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Vaccine. 2015 Mar 17;33(12):1422-5. doi: 10.1016/j.vaccine.2015.01.078. Epub 2015 Feb 7.

Greater freedom of speech on Web 2.0 correlates with dominance of views linking vaccines to autism.

Author information

1
Department of Neurology, University of Alabama Birmingham, Sparks Center Suite 350, 1720 2nd Avenue South, Birmingham, AL, USA. Electronic address: anandv123@gmail.com.
2
Department of Medicine, Beth Israel Deaconess Medical Center/Harvard Medical School, Boston, MA, USA.
3
Department of Medicine, Cambridge Health Alliance/Harvard Medical School, Cambridge, MA, USA.

Abstract

INTRODUCTION:

It is suspected that Web 2.0 web sites, with a lot of user-generated content, often support viewpoints that link autism to vaccines.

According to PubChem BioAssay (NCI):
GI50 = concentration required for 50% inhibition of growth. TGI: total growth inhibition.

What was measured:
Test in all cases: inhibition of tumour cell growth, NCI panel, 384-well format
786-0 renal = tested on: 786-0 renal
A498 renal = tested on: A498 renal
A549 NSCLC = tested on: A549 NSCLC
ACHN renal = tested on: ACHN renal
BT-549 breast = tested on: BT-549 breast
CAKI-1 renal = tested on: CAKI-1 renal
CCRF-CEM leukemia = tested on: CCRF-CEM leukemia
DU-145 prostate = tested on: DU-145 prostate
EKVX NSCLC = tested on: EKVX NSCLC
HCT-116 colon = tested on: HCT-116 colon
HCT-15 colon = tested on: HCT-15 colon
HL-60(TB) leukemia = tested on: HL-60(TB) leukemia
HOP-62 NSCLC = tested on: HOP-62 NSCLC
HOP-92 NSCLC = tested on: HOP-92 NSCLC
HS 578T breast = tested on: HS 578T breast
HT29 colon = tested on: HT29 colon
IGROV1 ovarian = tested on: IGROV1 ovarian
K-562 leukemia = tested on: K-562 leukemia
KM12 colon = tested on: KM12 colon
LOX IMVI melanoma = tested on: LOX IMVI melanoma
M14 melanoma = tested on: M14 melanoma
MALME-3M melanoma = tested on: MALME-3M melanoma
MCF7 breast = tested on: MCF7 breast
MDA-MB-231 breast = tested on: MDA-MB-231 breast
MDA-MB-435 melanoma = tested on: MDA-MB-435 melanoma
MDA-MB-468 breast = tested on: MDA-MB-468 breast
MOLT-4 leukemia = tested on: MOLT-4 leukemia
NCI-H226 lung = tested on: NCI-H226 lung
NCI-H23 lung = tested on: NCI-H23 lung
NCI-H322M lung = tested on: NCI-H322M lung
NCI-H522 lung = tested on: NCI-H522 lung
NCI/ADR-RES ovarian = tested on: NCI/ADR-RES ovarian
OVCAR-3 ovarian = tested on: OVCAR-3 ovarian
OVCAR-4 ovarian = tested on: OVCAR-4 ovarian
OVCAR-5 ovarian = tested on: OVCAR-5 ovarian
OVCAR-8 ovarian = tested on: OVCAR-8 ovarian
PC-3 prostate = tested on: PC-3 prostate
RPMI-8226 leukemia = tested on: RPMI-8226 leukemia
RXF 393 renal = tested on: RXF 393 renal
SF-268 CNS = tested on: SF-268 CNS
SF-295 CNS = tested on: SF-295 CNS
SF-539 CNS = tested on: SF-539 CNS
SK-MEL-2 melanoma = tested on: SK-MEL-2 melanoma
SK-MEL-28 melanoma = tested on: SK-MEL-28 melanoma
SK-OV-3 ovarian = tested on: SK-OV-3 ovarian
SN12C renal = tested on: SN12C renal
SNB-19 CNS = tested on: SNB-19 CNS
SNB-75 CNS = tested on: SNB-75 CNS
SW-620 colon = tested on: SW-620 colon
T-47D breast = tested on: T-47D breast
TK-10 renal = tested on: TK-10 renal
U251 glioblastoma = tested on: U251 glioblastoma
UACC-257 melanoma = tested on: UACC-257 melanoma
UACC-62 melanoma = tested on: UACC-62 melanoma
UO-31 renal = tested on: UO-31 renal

METHODS:

We assessed the prevalence of the views supporting a link between vaccines and autism online by comparing YouTube, Google and Wikipedia with PubMed. Freedom of speech is highest on YouTube and progressively decreases for the others.

RESULTS:

Support for a link between vaccines and autism is most prominent on YouTube, followed by Google search results. It is far lower on Wikipedia and PubMed. Anti-vaccine activists use scientific arguments, certified physicians and official-sounding titles to gain credibility, while also leaning on celebrity endorsement and personalized stories.

CONCLUSIONS:

Online communities with greater freedom of speech lead to a dominance of anti-vaccine voices. Moderation of content by editors can offer balance between free expression and factual accuracy. Health communicators and medical institutions need to step up their activity on the Internet.

KEYWORDS:

Autism; Free speech; Internet; Vaccines; Web 2.0

PMID:
25665960
DOI:
10.1016/j.vaccine.2015.01.078
[Indexed for MEDLINE]

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